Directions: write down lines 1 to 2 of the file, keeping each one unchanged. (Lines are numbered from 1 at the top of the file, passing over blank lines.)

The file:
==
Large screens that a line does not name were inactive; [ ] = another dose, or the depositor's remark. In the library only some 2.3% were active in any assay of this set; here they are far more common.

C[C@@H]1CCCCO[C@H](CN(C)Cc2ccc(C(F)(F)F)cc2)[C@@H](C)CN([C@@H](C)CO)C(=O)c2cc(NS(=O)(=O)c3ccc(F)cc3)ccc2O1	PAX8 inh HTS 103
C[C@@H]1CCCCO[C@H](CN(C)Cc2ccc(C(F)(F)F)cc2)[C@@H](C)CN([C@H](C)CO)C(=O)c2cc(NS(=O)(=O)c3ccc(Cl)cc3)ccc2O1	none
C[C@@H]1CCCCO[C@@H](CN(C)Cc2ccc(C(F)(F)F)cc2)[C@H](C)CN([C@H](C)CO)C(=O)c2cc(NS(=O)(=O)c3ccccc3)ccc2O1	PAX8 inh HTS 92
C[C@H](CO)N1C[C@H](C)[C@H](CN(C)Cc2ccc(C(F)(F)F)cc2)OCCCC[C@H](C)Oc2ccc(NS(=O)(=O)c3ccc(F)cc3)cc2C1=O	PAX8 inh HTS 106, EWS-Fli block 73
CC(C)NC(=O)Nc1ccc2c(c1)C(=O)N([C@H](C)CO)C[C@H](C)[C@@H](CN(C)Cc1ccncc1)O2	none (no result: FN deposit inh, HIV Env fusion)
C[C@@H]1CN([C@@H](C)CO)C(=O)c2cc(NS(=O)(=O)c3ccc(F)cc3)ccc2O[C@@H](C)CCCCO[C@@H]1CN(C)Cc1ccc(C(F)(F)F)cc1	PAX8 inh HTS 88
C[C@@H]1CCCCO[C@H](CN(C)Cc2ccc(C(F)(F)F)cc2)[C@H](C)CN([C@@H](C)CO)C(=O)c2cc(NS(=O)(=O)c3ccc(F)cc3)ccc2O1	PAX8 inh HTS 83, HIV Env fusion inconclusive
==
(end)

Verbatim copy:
Large screens that a line does not name were inactive; [ ] = another dose, or the depositor's remark. In the library only some 2.3% were active in any assay of this set; here they are far more common.

C[C@@H]1CCCCO[C@H](CN(C)Cc2ccc(C(F)(F)F)cc2)[C@@H](C)CN([C@@H](C)CO)C(=O)c2cc(NS(=O)(=O)c3ccc(F)cc3)ccc2O1	PAX8 inh HTS 103